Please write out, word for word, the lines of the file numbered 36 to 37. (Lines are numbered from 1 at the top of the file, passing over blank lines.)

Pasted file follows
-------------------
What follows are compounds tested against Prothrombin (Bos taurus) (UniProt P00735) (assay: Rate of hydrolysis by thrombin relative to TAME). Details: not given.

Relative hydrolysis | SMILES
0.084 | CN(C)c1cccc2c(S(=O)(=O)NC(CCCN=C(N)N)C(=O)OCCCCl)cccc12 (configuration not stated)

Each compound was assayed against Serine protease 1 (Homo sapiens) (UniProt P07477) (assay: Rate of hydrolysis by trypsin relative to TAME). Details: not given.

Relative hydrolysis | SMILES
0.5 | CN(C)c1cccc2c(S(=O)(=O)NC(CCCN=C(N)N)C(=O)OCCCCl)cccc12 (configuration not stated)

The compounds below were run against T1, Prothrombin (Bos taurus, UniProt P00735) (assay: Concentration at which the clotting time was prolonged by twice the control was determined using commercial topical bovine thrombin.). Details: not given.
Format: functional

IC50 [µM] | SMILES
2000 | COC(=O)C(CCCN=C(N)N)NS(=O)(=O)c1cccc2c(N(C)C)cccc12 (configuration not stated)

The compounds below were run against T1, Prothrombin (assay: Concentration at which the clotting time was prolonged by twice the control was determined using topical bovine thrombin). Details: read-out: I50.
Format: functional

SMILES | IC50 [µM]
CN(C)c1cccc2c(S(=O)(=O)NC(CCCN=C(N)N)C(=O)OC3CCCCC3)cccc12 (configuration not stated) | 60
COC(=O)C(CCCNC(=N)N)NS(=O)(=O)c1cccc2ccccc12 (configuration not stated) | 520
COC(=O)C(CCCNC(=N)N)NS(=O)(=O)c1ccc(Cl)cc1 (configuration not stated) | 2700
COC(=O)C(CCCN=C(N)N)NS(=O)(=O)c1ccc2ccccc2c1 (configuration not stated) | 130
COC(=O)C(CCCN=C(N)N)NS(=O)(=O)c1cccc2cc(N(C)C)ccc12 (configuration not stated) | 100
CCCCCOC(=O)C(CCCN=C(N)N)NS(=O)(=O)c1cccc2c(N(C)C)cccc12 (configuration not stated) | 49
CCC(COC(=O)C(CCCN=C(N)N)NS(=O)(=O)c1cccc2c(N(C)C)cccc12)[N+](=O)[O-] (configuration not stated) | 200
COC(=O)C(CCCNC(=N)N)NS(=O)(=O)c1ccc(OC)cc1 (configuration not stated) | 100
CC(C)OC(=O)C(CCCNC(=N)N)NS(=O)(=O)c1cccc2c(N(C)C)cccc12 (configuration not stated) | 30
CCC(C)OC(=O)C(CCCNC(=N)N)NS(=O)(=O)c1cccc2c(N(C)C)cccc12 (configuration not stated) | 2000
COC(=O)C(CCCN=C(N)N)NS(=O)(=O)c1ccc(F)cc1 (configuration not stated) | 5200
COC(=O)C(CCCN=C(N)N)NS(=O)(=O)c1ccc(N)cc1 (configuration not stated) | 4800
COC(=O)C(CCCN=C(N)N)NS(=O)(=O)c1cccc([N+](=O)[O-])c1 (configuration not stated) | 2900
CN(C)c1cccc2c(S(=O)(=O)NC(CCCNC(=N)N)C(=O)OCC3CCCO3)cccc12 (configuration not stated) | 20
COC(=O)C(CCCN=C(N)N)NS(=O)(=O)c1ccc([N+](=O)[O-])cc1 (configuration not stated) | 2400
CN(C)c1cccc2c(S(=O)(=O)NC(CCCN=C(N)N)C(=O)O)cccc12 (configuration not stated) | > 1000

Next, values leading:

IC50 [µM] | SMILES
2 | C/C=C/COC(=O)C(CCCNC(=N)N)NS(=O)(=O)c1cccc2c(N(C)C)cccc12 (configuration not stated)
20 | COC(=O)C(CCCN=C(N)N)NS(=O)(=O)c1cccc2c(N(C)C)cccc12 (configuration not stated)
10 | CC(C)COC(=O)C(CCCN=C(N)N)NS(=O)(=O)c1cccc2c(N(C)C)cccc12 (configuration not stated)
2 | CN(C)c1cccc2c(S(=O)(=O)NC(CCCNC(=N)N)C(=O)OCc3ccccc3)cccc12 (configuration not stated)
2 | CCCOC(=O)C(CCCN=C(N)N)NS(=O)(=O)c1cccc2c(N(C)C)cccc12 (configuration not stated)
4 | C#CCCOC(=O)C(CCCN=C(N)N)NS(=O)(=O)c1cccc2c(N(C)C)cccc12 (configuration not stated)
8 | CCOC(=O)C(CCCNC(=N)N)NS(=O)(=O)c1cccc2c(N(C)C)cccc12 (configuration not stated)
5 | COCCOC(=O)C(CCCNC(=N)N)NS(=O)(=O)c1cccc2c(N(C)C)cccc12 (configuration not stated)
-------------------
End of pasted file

2 | CCCOC(=O)C(CCCN=C(N)N)NS(=O)(=O)c1cccc2c(N(C)C)cccc12 (configuration not stated)
4 | C#CCCOC(=O)C(CCCN=C(N)N)NS(=O)(=O)c1cccc2c(N(C)C)cccc12 (configuration not stated)